At Sweeney Law Offices, LLC, we are committed to maintaining the highest level of client care while balancing the health and safety of our clients. Per the various orders of the Governor of Pennsylvania and Pennsylvania Supreme Court, until April 30, 2020, Sweeney Law Offices, LLC will remain open remotely, we will be available to communicate with clients via telephone and, if necessary, video calls. We will have regular access to email, fax and U.S. Mail. Although our office location will be generally closed to the public, we have set up a drop box outside of our door, which will be checked daily, so that clients who do not have access to email or facsimile can continue to provide important documents to our office. Please note that we will also continue to accommodate the needs of new clients, who are welcome, and as always we encourage and appreciate referrals. During this uncertain and unprecedented time, please stay safe and remember that Sweeney Law Offices, LLC will remain by your side for all of your family’s legal needs.

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What are the requirements to divorce in Pennsylvania?

Sometimes, marriages just don’t work out. It’s not necessarily one person or the other’s fault, sometimes people just grow apart. Pennsylvania law provides a remedy for those in that situation, it’s called divorce. If you’re looking to move on with your life here in Cranberry Township, then you’ll want to apprise yourself of the requirements that you must meet to do so.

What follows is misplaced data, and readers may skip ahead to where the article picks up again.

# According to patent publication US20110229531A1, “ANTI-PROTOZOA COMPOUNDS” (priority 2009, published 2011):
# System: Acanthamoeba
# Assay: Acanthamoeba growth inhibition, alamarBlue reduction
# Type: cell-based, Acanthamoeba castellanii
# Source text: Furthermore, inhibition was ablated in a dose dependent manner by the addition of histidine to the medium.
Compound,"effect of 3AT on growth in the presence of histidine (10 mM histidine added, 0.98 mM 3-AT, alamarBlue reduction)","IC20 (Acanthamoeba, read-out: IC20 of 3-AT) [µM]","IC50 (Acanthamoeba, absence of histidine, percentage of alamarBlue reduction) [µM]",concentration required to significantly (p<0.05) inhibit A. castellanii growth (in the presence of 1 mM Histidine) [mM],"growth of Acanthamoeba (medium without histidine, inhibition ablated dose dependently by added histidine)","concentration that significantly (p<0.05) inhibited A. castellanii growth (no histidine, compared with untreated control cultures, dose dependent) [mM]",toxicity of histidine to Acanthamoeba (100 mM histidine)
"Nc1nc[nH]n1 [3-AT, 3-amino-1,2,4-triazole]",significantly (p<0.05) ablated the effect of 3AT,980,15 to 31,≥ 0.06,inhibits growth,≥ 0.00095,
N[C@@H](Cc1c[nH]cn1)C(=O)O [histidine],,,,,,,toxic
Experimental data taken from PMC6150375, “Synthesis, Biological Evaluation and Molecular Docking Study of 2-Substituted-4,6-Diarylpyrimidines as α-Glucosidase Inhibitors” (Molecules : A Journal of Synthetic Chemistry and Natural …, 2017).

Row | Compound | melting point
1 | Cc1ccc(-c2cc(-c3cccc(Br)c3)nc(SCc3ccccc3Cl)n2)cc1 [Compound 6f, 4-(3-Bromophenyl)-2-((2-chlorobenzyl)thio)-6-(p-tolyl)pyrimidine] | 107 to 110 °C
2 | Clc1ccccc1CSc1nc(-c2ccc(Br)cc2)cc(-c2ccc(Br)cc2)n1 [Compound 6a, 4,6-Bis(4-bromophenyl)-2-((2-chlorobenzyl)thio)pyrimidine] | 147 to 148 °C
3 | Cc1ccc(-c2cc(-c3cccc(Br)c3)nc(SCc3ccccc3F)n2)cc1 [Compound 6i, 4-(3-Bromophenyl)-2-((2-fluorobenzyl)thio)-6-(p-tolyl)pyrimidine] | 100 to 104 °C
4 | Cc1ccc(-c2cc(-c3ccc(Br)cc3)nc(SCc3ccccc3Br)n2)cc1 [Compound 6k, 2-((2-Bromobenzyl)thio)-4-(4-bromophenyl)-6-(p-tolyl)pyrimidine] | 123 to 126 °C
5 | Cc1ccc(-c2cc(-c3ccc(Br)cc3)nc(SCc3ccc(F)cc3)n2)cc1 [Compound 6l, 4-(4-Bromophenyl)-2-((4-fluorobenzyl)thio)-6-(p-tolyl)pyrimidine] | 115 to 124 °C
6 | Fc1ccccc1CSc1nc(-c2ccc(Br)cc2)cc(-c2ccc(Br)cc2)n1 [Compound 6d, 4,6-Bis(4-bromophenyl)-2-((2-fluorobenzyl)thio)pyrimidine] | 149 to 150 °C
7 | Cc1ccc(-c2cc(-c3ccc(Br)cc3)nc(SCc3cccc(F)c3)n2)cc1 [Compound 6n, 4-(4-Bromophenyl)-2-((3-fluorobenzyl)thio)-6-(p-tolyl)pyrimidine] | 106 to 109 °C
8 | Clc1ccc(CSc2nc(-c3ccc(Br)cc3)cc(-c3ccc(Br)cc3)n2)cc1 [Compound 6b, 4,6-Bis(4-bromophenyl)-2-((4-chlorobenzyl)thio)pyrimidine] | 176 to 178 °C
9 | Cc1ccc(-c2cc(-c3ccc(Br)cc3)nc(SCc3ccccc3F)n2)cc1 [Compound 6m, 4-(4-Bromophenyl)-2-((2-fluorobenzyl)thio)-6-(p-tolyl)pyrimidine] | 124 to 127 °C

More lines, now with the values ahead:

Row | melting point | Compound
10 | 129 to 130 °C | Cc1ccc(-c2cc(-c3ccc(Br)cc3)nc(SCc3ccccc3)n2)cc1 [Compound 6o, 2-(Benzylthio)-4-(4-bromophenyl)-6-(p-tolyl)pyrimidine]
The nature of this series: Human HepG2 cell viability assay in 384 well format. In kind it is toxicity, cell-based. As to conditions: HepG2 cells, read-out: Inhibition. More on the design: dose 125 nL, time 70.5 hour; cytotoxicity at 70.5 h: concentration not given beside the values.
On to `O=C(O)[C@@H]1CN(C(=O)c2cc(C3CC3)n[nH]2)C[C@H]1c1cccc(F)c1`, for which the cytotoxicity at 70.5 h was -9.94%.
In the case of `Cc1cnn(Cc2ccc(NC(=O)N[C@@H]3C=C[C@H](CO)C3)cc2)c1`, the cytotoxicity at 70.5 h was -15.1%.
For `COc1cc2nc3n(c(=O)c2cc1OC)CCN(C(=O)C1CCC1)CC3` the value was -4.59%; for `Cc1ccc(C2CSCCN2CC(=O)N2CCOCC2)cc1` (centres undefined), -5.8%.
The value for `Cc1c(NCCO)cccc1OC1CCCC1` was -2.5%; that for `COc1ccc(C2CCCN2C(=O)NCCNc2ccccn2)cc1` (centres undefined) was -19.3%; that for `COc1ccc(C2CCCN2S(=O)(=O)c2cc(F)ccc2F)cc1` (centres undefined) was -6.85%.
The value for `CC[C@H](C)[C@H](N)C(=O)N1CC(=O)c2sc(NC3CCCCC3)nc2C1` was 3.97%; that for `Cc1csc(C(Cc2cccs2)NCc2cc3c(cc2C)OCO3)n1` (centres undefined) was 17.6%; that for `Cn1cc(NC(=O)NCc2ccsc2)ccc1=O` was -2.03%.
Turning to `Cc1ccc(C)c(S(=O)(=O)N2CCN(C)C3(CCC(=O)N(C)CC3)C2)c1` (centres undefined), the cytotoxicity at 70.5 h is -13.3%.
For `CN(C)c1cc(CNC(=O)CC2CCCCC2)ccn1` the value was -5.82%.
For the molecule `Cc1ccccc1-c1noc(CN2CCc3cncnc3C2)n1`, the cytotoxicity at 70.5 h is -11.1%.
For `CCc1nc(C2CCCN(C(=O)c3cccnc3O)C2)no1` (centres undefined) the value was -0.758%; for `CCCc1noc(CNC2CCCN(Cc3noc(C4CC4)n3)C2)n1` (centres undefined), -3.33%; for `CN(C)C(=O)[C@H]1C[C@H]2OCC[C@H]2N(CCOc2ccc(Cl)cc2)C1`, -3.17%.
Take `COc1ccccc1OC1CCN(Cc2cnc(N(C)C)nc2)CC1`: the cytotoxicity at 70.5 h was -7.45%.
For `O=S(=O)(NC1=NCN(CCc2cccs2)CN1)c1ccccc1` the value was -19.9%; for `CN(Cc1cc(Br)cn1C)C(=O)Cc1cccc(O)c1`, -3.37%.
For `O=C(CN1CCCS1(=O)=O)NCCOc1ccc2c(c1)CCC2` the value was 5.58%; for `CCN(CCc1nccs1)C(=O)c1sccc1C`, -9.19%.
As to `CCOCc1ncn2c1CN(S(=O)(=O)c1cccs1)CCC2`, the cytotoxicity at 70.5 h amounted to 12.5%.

To file for divorce in Pennsylvania, either you or your spouse must have lived in the state for at least six months before your filing. You must submit your divorce petition in the county where either you or your spouse lives. You must demonstrate that you have the intention of staying in Pennsylvania for an indefinite period to be considered as a resident of the state.

Pennsylvania allows for both at-fault and no-fault divorces

There are several types of no-fault divorces including insanity or mental illness. A spouse can request to end their marriage if their spouse has been housed in a mental institution for at least 18 months and has no reasonable possibility of being released.

Both spouses may also mutually agree that the marriage is irretrievably broken. A husband or wife may also unilaterally claim that the marriage is irretrievably broken. Spouses may initiate divorce proceedings if they’ve lived apart for at least two years as well.

Pittsburgh spouses can also file for divorce on many at-fault grounds. They can do so in instances of desertion or absence from the home for no apparent reason for at least a year or if abuse is happening in the home that may endanger the life or health of the spouse. Other at-fault grounds include adultery, bigamy or any other circumstances that a spouse may find intolerant or undignified.

A divorce can be a very painful and difficult process to go through. In such trying times, it may be reasonable for you to seek out the guidance of an experienced divorce attorney to help guide you through the troubled waters that divorce may bring.


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